Answer : 10BaseT is nothing more than this (broken down):

"10" = means 10 Mbit (MegaBit/sec) transfer

"BaseT" = means it is "twisted pair" cabling, as opposed to coaxial cable (10Base2) which is also 10Mbit.

10/100 is usually a reference for a card, hub, or switch that can "autosense" whether another device can receive at 100Mbit or only at 10Mbit and will set itself accordingly for the fastest possible transfer rate. So literally speaking 10/100 merely means that the card can talk at *both* 10Mbit or 100Mbit (some 100Mbit cards only do 100Mbit but they're rare - for example the NetGear starter kit comes with a 100Mb 4 port hub, and 2 100Mb cards - all of which cannot transfer at 10Mb - only 100Mb)

Paul Doherty
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Rating : thank you so much - it was exactly what I was looking for!
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FAQId : 1744215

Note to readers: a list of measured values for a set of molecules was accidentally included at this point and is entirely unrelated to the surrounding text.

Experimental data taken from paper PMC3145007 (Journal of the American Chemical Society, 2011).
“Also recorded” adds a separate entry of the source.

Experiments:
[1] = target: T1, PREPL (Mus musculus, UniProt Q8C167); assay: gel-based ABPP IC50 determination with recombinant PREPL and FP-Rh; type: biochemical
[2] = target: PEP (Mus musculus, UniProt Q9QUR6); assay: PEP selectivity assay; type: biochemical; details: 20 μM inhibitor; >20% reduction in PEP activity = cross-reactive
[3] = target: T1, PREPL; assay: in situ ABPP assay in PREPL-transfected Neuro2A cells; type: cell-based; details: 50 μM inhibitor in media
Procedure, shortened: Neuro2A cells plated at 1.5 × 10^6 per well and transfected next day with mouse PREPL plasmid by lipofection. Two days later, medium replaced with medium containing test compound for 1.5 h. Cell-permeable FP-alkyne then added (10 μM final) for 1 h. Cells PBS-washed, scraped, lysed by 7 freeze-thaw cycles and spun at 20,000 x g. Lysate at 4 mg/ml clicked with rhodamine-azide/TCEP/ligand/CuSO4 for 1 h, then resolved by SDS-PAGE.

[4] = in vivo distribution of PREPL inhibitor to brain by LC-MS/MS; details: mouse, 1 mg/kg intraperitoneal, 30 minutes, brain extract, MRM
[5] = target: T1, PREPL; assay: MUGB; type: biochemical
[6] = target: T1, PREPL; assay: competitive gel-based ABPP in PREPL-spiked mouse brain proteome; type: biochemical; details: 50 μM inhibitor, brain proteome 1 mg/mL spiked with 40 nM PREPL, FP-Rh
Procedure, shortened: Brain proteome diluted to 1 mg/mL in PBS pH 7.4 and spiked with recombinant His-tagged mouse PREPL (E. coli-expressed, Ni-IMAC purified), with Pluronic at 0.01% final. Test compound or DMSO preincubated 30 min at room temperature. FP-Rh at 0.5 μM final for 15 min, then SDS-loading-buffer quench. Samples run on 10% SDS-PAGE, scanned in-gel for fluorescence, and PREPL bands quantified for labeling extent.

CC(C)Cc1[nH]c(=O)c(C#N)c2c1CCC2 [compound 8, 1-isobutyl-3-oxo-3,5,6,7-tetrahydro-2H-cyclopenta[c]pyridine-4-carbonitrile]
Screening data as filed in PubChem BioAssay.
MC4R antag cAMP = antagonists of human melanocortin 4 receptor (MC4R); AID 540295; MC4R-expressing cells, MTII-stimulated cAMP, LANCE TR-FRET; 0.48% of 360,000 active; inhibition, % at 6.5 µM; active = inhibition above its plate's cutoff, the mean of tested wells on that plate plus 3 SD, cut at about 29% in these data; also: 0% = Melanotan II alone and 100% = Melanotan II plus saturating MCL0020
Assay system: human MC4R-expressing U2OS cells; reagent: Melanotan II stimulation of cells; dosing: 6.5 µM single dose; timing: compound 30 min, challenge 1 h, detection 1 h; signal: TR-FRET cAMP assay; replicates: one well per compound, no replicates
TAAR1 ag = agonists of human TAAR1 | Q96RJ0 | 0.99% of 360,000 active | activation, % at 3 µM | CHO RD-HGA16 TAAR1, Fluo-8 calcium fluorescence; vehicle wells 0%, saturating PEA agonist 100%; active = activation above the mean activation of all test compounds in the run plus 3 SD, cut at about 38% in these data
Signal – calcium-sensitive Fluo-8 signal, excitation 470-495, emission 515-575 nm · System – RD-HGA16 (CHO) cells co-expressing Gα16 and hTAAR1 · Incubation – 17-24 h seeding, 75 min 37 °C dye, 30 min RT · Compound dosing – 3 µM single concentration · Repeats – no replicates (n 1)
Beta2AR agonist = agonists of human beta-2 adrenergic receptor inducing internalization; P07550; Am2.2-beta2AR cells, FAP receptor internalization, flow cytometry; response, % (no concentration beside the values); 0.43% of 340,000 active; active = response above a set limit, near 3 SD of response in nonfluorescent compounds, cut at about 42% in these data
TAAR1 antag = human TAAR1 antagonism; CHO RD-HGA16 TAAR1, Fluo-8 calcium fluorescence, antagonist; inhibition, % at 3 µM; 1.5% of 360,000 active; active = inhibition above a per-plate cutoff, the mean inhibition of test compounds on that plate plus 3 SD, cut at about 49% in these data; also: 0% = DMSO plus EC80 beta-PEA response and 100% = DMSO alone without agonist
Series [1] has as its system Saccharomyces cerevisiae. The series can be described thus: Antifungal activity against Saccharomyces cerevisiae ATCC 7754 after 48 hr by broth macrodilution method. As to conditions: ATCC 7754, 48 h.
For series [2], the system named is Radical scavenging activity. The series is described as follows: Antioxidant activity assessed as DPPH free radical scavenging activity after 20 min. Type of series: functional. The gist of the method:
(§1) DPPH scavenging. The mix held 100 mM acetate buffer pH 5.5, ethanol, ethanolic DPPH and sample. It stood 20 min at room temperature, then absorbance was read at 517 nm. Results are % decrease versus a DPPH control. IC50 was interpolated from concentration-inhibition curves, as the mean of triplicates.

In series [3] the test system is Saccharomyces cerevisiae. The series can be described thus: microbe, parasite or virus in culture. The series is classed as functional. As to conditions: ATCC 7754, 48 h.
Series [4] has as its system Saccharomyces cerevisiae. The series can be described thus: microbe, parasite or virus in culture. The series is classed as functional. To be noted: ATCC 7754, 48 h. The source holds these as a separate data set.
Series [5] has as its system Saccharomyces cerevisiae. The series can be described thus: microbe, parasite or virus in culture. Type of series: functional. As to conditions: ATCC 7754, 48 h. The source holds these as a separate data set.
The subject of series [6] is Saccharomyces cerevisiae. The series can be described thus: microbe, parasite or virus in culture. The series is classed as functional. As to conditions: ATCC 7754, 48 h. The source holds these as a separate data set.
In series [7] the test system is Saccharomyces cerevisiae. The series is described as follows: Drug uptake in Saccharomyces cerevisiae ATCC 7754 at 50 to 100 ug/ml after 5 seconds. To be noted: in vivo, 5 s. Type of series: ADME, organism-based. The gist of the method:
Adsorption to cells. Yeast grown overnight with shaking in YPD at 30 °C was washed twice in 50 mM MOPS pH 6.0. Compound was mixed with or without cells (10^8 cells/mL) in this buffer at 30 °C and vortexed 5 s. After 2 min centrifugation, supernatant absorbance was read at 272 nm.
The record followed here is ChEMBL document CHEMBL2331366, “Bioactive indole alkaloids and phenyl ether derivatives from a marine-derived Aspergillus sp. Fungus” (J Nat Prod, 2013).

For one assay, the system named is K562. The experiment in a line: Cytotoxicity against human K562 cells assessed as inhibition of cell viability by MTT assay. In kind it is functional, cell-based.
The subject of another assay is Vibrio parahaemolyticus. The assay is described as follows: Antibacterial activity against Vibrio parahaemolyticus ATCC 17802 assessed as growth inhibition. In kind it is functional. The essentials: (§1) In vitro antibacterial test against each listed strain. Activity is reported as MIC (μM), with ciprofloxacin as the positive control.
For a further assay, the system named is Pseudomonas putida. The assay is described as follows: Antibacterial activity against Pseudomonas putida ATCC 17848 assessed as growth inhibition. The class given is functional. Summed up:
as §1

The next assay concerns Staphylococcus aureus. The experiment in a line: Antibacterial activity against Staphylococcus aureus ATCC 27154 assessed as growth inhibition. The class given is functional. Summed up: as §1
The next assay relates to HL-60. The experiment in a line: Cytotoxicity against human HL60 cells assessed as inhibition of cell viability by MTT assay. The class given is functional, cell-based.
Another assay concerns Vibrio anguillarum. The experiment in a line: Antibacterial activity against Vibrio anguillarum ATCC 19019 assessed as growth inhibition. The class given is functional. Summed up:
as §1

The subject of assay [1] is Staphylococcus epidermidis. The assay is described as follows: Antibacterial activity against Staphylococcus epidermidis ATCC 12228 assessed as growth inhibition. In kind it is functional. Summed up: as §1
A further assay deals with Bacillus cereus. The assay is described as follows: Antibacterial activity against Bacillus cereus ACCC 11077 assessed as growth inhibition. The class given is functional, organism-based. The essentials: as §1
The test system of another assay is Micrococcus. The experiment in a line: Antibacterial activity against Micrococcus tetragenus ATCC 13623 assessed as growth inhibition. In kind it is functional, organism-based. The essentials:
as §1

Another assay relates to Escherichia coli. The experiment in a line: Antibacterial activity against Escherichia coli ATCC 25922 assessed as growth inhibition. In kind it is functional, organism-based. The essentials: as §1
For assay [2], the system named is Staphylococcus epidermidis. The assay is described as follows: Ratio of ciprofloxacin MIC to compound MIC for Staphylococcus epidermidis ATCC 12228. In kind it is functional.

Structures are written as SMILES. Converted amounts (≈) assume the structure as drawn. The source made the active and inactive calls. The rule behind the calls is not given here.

Subject : Auto Insert in Win 2000

Question : Hi Paul,

How do I disable the Auto Insert option for CD drives in Win 2000 Professional etc.

Every time a put a cd in the tray, the cd automatically boots. I wish to turn this option off. I know that you can press the Shift key to disable this. Is there a better way to disable Auto Insert.
I am tri-booting my laptop with Win 2000 Professional, Server and Advanced Server. I wish to disbale auto insert on all three operating systems.

many thanks

toby abbs

Answer : You will have to edit the registry to disable this feature under 2000.


Once in the program open the following key:


Select the "autorun" item at the right and dbl click it - enter a value of 0 to disable autorun entirely.

If you only want to disable this for specific user accounts you will edit a similar item under the HKEY_CURRENT_USER branch. Here are the details:


Paul Doherty

Answer : Sure, Toby... always glad to be of help where I can.

And you're welcome for the answer...

Take care and keep plugging!

Paul Doherty, CNA, CNE, MCP+I, MCSE, B.A.
Rating : Thank You very much - just edited the registry and rebooted the machine. disabled and looking good. I am currently studying for my MCSE in the UK - If I get stuck can I ask you again for help? Many thanks Toby